A second bus station, 2.5km from the town centre, operates provincial sevices to Dong Van; and to Meo Vac. Buses to Dong Van leave at 5am, 6.30am, 10am, 10.30am, 11h30am and noon. To Meo Vac, there are services at 5am, 5.30am, 6am, 10am,10.30am, 11.30am, noon and 1pm.
Quan Ba Pass
Leaving Ha Giang, the road climbs over the Quan Ba Pass (Heaven’s gate) around 40km from the city. Poetic licence is a national pastime in Vietnam, but this time the romantics have it right. The road winds over the saddle and opens up on to an awesome vista of knobbly topped limestone mountains.
At the top of Qua Ba Pass is an information centre and lookout with amazing views down into Tam Son. An English-language information board details the 2011 initiative to declare the Dong Van Karst Plateau part of the Unesco Global Network of National Geoparks. It’s the first Unesco-recognised geopark in Vietnam and the second one is Southeast Asia, after Langkawi Geological Park in Malaysia.
The small town of Tam son lies ina valley at the end of the Quan Ba Pass. On Sundays there’s a good market with ethnic minorities, including White Hmong, Red Dzao, Tay and Giay.
From Tam Son to Dong Van
From Tam Som, Ha Giang Province province’s main mountain pass road connects to Dong Van, first trundling onto the sleepy town of Yen Minh.
Around 5km east of Yen Minh a road meanders southeast to Meo Vac, but the recommended route is the northern fork to Dong Van with the mountain road rubbing shoulders with the Chinese border and vast panoramic vistas of green valleys rolling on below.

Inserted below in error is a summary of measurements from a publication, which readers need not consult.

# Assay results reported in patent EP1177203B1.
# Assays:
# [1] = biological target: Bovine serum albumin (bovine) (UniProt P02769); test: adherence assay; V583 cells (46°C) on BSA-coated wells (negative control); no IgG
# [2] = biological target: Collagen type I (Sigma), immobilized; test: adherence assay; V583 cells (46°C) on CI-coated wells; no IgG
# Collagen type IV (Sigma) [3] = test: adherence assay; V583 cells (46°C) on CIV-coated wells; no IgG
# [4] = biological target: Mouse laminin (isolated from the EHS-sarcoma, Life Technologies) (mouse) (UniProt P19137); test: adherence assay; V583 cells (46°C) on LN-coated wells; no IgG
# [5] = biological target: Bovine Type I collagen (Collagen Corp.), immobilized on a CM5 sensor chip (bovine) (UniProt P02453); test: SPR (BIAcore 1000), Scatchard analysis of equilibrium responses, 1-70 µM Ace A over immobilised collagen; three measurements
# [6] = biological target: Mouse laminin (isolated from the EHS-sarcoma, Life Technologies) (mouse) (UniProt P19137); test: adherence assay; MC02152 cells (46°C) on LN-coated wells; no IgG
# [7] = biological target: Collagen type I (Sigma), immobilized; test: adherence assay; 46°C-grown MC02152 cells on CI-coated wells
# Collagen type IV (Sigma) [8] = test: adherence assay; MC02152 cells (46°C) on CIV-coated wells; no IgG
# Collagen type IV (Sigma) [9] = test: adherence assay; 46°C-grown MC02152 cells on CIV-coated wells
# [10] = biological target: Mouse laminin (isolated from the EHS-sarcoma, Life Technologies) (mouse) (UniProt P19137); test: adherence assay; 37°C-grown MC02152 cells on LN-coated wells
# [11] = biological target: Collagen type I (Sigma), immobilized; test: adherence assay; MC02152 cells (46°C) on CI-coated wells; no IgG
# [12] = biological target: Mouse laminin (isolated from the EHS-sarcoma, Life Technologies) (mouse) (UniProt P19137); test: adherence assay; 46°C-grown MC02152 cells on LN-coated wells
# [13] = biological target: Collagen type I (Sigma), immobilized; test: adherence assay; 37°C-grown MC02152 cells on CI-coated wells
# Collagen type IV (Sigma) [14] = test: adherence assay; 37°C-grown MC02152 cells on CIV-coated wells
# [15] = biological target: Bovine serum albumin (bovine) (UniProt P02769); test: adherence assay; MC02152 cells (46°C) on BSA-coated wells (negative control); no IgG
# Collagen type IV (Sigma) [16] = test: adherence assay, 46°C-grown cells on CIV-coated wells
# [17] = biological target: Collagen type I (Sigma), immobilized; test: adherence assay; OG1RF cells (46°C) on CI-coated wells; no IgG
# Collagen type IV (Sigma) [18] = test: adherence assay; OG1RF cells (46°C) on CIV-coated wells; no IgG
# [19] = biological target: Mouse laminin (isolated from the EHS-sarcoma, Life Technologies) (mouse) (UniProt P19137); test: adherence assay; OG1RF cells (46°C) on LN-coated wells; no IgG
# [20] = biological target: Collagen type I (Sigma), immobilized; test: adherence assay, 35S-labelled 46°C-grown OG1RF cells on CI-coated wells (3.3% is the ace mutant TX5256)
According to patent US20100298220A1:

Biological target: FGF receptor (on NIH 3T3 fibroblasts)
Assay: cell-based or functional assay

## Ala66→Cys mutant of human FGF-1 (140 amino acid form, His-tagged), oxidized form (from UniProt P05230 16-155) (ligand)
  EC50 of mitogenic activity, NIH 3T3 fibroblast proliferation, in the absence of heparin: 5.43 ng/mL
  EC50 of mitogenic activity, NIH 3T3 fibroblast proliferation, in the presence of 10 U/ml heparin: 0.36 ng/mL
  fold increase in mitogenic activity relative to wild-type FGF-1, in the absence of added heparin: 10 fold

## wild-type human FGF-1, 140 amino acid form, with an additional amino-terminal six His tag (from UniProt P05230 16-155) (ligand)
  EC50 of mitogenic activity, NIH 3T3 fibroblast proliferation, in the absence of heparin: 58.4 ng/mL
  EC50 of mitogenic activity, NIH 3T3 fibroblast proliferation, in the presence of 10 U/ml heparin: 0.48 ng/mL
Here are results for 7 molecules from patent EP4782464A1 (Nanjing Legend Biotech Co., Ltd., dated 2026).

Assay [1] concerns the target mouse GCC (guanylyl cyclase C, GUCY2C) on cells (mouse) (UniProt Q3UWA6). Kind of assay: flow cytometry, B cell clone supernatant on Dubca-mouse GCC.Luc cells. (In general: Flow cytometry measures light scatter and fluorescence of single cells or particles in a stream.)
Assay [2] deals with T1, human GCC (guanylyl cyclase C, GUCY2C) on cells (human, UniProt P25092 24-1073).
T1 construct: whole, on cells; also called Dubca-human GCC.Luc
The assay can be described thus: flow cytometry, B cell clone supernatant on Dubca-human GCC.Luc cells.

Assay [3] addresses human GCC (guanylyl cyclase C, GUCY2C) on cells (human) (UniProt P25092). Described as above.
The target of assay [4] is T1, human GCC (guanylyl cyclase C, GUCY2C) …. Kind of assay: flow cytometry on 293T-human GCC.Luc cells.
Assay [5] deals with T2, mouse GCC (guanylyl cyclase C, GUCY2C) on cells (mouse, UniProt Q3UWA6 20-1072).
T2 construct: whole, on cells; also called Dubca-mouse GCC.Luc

If you’re travelling by public transport, you can flag down buses to Dong Van (via teh northern fork) and Meo Vac (low road) as they pass through.
The northern fork heads past the astounding Vuong Palace (8am-5pm), a grandiose two-storey mansion built for a local Hmong king by the French. Set in a hidden valley near a quiet village, the building was renovated in 2006 and is a fascinating sight in such a remote region of the country. The Vuong Palace is at Sa Phin, around 15km west of Dong Van, and the scenery of countless peaks through to Dong Van is quite incradible.
Dong Van is the Ha Giang religion’s most popular overnight stop. The main road through town isn’t particularly inspriring, but in the old quarter a clutch of traditional Hmong houses still clings on and timing you visit to be here for a chaotic Sunday market is highly recommended. The town is also a good base for day treks around nearby minority villages and nearby sights such as Lung Cu.
Dong Van Market (Vao Cho st., 6am-2pm Sun)